Oakland’s Housing Market Skyrockets, Continues to Displace Longtime Residents

May 2, 2014

By Ken A. Epstein

Oakland continues to be plagued by foreclosures and rent increases that threaten to displace many long time Oakland residents, according to a report released Tuesday at the City Council’s Community and Economic Development Committee meeting.

Housing prices are skyrocketing in Oakland, which is “considered to be one of the nation’s fastest-moving housing markets,” according to the report. Oakland’s current median listing price is $475,000, up $7,500 from last quarter’s median listing price, reflecting an 18.6 percent increase over last year.

Home owners still face foreclosures

In addition, rents are going up dramatically. In the past quarter, the city has seen a 15 percent increase in rents in apartment buildings and a 10.3 percent increase for buildings of 50 units or more. These increases are in addition to the 11.5 percent increase the previous year.

The high cost of housing may contribute to the long-term decline in the percentage of African Americans living in Oakland, which fell from 43 percent to 26 percent between 1990 and 2011, the most of any group, according to the report.

During the same time period, the percentage of African American homeowners in North Oakland dropped from nearly 50 percent to 25 percent.

“We have to aggressively  look at how we can be proactive. We need to analyze the data so we can support home owners and renters – to maintain the rich diversity here in Oakland,” said District 6 City Councilmember Desley Brooks, who has sponsored some of the city’s legislation to protect homeowners from foreclosure.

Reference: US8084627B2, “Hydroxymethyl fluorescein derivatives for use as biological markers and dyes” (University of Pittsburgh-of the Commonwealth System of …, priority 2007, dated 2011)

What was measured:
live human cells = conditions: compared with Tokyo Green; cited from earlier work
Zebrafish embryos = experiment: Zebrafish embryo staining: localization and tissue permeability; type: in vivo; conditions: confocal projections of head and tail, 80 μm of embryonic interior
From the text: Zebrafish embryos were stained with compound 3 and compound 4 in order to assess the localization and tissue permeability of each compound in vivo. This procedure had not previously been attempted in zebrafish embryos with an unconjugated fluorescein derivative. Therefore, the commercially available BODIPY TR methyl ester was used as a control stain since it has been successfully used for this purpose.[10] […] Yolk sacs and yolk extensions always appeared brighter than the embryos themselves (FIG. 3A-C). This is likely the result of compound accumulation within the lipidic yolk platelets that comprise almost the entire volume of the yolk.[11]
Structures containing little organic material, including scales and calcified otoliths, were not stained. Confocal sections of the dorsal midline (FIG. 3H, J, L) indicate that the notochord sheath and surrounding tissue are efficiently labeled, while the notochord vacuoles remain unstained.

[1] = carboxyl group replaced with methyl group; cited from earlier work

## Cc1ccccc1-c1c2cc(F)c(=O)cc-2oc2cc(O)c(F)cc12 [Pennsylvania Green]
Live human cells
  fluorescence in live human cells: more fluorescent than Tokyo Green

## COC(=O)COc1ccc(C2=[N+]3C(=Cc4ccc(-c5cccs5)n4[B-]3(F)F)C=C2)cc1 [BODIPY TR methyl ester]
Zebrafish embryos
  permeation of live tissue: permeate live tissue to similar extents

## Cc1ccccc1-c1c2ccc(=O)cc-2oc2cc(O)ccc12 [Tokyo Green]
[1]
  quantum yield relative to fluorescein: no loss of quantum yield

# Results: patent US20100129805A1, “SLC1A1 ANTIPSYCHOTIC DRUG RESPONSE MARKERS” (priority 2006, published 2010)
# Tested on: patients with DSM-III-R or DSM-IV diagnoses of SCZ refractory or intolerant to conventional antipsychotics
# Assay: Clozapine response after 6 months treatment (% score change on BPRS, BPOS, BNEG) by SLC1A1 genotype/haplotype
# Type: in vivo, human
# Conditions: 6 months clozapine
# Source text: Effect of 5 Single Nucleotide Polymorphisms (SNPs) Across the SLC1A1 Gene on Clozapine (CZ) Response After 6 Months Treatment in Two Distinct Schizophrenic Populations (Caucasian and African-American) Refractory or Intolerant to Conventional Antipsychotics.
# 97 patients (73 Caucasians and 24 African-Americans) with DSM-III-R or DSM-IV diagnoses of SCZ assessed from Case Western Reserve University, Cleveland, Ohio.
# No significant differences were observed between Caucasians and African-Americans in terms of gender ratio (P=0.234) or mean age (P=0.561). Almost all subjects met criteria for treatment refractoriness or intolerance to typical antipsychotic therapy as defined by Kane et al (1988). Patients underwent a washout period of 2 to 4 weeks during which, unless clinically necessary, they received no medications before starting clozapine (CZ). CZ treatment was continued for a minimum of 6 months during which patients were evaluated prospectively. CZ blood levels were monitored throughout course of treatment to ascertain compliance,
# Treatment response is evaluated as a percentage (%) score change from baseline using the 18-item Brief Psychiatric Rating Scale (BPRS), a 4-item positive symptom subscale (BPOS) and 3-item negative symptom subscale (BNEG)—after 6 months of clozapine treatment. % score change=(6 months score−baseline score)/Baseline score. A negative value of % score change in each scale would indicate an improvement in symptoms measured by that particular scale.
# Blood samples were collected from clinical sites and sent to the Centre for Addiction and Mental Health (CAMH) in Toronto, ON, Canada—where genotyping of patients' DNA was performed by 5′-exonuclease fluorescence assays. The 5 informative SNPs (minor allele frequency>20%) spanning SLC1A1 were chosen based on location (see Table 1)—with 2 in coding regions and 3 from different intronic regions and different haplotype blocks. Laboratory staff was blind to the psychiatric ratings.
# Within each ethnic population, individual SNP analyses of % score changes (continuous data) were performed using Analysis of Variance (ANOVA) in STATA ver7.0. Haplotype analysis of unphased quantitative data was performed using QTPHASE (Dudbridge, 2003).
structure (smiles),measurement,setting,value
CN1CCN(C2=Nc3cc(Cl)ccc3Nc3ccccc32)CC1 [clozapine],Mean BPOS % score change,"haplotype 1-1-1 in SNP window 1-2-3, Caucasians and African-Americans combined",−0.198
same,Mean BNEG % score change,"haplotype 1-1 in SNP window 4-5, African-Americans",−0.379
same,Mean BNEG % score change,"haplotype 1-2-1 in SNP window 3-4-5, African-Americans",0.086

“We have to level the playing field, to help (residents) compete in market place,” she said.

With the pressure on housing costs, Oakland neighborhoods where residents are experiencing a “significant risks” of displacement include North Oakland, San Antonio and West Oakland.  Displacement potential also exists in Chinatown, the Fruitvale District and Central East Oakland and Elmhurst.

The report cited a recent Brookings Institution study that says Oakland ranks as the seventh city in the nation for the highest income inequality.  The 20 percent of the lowest income households earn $17,646, while the top 5 percent earn $233,965.

While there are fewer foreclosures than a few years ago, longtime homeowners are still losing their homes. Foreclosures are 29 percent lower than a recent peak last spring, but in January and February there were 165 Notices of Default filed.

In Oakland’s foreclosure crisis, one in 14 households lost their homes, the report said.

At present, 90 percent of Oakland families in foreclosure have owned their homes for at least six years, with over one-third of them in theirs home for over 10 years.  Some of them have lived in their residences over 50 years, residing in family homes passed down through multiple generations.